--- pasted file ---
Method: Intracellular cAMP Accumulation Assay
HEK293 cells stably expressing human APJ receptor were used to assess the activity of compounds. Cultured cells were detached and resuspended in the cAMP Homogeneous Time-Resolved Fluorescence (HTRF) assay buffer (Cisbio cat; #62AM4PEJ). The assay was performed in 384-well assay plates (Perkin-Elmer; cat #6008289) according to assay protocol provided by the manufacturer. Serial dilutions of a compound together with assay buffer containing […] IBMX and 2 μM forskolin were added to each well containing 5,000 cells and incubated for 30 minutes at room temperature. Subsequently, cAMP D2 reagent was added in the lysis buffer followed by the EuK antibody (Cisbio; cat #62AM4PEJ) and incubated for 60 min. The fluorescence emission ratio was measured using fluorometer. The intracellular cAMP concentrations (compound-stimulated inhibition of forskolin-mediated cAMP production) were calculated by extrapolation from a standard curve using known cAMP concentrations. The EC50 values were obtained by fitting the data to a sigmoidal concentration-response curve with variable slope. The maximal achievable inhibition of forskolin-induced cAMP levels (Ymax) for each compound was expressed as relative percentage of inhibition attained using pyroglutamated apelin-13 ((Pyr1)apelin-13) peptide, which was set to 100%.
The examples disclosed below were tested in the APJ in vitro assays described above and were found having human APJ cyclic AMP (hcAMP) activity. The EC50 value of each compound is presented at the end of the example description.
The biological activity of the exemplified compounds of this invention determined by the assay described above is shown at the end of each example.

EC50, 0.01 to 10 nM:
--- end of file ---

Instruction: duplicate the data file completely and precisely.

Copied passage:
Method: Intracellular cAMP Accumulation Assay
HEK293 cells stably expressing human APJ receptor were used to assess the activity of compounds. Cultured cells were detached and resuspended in the cAMP Homogeneous Time-Resolved Fluorescence (HTRF) assay buffer (Cisbio cat; #62AM4PEJ). The assay was performed in 384-well assay plates (Perkin-Elmer; cat #6008289) according to assay protocol provided by the manufacturer. Serial dilutions of a compound together with assay buffer containing […] IBMX and 2 μM forskolin were added to each well containing 5,000 cells and incubated for 30 minutes at room temperature. Subsequently, cAMP D2 reagent was added in the lysis buffer followed by the EuK antibody (Cisbio; cat #62AM4PEJ) and incubated for 60 min. The fluorescence emission ratio was measured using fluorometer. The intracellular cAMP concentrations (compound-stimulated inhibition of forskolin-mediated cAMP production) were calculated by extrapolation from a standard curve using known cAMP concentrations. The EC50 values were obtained by fitting the data to a sigmoidal concentration-response curve with variable slope. The maximal achievable inhibition of forskolin-induced cAMP levels (Ymax) for each compound was expressed as relative percentage of inhibition attained using pyroglutamated apelin-13 ((Pyr1)apelin-13) peptide, which was set to 100%.
The examples disclosed below were tested in the APJ in vitro assays described above and were found having human APJ cyclic AMP (hcAMP) activity. The EC50 value of each compound is presented at the end of the example description.
The biological activity of the exemplified compounds of this invention determined by the assay described above is shown at the end of each example.

EC50, 0.01 to 10 nM: